WRC-23: Mobile spectrum for Africa’s future

Mobile is used by over 5 billion people worldwide every day. It creates business opportunities, connects us with loved ones, provides healthcare and education, and allows us to enjoy many of the things that make life worth living. The GSMA is made up of more than 1000 mobile operators and other businesses in the mobile ecosystem from every corner of the globe. Together, we share a vision that mobile services can be delivered to all people and industries, leaving no-one behind in the digital age.

The World Radiocommunication Conference this year (WRC-23), held under the auspices of the International Telecommunication Union (ITU), is an opportunity to support that vision and make sure that we build crucial development pillars to increase digital equality, widen harmonisation to produce economies of scale and provide a clear roadmap to address future spectrum capacity needs. In the case of mobile, the WRC plays an important role in harmonising spectrum using, in ITU terminology, an IMT identification. This international agreement creates vast economies of scale and device diversity.

For those MNOs with operations in Africa, WRC-23 is a pathway to better quality services, delivered to more people by the most affordable networks. MNOs need the new spectrum capacity that will be considered at WRC-23 to provide consistent speeds to more people as 5G services take off. The right amount of capacity allows us to minimise the number of base stations in the network, which does not just keep costs down but also saves carbon emissions.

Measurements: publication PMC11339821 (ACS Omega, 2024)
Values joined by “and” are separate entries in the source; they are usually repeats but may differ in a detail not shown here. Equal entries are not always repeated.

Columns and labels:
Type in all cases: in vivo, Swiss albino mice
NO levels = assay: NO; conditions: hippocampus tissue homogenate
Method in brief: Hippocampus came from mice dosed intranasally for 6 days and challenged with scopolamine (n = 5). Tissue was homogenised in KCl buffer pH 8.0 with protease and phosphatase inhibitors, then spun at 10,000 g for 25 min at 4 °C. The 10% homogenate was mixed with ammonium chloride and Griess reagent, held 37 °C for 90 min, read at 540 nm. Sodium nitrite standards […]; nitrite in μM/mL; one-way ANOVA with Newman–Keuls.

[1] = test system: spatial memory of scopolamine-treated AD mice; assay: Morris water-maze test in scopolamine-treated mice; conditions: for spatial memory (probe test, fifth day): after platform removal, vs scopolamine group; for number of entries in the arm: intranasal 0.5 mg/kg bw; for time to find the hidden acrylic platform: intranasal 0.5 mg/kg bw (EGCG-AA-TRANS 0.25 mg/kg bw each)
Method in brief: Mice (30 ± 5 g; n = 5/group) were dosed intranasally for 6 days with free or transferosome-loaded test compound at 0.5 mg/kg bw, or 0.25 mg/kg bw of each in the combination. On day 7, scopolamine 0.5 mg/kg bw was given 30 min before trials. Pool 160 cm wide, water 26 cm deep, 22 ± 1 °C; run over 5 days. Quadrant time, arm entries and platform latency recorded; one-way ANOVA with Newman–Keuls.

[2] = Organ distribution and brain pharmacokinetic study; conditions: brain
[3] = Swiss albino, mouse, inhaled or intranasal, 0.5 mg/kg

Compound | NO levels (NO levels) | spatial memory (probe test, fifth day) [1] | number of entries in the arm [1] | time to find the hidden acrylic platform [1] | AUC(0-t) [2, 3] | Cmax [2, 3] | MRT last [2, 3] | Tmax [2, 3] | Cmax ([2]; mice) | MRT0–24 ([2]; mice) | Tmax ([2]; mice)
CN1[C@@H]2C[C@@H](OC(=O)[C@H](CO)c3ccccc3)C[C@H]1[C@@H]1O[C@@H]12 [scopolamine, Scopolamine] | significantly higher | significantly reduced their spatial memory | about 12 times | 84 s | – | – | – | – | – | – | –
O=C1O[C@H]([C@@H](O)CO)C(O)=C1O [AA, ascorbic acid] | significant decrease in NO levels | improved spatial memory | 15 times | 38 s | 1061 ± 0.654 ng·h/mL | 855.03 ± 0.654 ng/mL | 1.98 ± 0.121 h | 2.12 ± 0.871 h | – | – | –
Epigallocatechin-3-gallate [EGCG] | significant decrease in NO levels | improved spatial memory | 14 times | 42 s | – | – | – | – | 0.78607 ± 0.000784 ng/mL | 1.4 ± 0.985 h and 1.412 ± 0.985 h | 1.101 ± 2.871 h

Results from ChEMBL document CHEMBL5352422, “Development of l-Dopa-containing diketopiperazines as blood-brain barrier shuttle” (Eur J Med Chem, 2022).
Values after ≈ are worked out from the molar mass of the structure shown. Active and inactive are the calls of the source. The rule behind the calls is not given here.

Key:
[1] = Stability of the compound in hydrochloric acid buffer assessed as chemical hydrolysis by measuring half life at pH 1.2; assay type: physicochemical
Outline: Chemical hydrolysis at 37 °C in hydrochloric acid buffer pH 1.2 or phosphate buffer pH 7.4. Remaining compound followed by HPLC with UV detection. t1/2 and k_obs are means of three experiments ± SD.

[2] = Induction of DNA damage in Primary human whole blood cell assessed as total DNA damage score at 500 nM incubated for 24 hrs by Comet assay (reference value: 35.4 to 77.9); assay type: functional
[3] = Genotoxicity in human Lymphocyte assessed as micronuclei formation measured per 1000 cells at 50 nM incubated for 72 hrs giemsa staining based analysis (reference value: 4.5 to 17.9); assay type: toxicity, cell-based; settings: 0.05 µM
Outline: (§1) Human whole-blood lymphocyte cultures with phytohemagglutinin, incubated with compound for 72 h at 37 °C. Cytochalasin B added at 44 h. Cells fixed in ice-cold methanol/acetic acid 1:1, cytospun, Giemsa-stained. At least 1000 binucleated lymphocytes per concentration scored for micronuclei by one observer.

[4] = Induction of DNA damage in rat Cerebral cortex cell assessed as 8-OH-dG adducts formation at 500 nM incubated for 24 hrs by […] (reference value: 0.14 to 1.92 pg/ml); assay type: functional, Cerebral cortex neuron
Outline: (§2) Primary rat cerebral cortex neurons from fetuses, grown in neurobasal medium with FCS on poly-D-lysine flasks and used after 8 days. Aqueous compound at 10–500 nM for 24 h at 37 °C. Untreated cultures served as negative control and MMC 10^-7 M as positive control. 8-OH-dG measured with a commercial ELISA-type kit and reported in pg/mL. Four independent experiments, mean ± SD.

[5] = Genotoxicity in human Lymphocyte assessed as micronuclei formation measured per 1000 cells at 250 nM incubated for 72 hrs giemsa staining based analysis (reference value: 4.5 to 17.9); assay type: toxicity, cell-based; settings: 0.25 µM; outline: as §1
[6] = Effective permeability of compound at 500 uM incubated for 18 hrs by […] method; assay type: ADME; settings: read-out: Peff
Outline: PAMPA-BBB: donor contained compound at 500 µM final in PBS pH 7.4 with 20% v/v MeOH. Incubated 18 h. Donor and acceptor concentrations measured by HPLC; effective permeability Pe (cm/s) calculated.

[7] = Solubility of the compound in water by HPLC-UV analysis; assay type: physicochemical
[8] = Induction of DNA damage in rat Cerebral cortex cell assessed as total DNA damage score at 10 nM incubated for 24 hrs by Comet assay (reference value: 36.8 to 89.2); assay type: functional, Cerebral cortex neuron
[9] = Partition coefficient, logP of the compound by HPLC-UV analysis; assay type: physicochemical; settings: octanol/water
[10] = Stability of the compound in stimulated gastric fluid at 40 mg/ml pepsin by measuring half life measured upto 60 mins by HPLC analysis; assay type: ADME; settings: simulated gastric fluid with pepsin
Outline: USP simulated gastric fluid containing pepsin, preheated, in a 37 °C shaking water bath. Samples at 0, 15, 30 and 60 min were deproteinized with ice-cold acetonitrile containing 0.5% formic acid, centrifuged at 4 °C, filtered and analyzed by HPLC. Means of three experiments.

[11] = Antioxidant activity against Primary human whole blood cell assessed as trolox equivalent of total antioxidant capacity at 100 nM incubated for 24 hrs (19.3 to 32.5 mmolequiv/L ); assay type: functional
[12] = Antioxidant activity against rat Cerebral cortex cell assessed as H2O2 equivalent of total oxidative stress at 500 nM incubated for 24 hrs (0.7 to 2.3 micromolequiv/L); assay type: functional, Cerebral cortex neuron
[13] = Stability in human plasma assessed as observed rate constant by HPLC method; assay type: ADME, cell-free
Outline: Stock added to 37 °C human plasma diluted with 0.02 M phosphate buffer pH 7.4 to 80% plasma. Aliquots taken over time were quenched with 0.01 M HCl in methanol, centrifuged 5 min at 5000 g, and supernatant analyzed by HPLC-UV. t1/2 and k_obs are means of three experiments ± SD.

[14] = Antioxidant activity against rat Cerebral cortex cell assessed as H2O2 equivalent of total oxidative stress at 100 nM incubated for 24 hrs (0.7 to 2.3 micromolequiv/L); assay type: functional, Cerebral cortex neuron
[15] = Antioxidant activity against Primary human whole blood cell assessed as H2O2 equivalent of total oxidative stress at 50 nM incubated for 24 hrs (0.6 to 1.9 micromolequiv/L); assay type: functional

Globally, 55% of people are connected to the mobile internet while 45% are not. The unconnected fall into two categories – those who live in areas where there are no mobile networks (the coverage gap), and those who live within a mobile footprint but do not use mobile broadband (the usage gap). The vast majority of the unconnected fall within the usage gap, which stands at 40% of the global population but is much higher in Africa at 61%. Some of the causes of the usage gap – affordability and usability – are problems with which WRC-23 can help.

Low-band spectrum discussed at WRC-23 (470-694 MHz) will support better quality services in rural areas and improve digital equality while leaving more than enough spectrum for existing services. The future of mid-band spectrum is also on the agenda at WRC-23. The 3.5 GHz band is the most widely used 5G band and supports the largest equipment ecosystem. There is an opportunity to expand the harmonisation of 3.3-3.8 GHz at WRC-23, which can help deliver affordable and sustainable 5G services to more people and lower the usage gap. Meanwhile, by supporting 6 GHz for IMT, African countries can ensure they can deliver fast mobile services beyond the end of this decade. This band is under development for mobile / IMT and will come online in the years after WRC-23. It will provide crucial expansion opportunities as Africa looks to use 5G to leap over the barriers of laying fibre in the same way that it used 2G to avoid copper wires. Connecting Africa to fibre-like speeds through FWA can become a reality if this is powered by 6 GHz IMT.

Spectrum in the ranges 470-694 MHz, 3.5 GHz and 6 GHz, with that vital IMT identification at WRC-23, can deliver our vision for mobile in Africa. It can make fast, sustainable, and affordable networks available to more people.

Through WRC, mobile can lower the usage gap while driving scale and further investment. It can allow us to transform industries and deliver services that are an asset to our countries, ensuring our industrial agility in the global marketplace.

Together, we can deliver affordable 5G across the continent and help ensure no-one is left behind in a digital age. In doing so, WRC-23 can make decisions for the benefit of billions.

To achieve this vision, we urge the countries of the region to consider the following actions at WRC-23:

  1. Adding a primary mobile allocation in the band 470-694 MHz, allowing those countries that wish to do so to identify the band, or parts of it, for IMT
  2. Identifying the band 3.3-3.8 GHz for IMT
  3. Identifying the 6 GHz band (6.425-7.125 GHz) for IMT

To learn more, please visit: https://www.gsma.com/spectrum/wrc-series/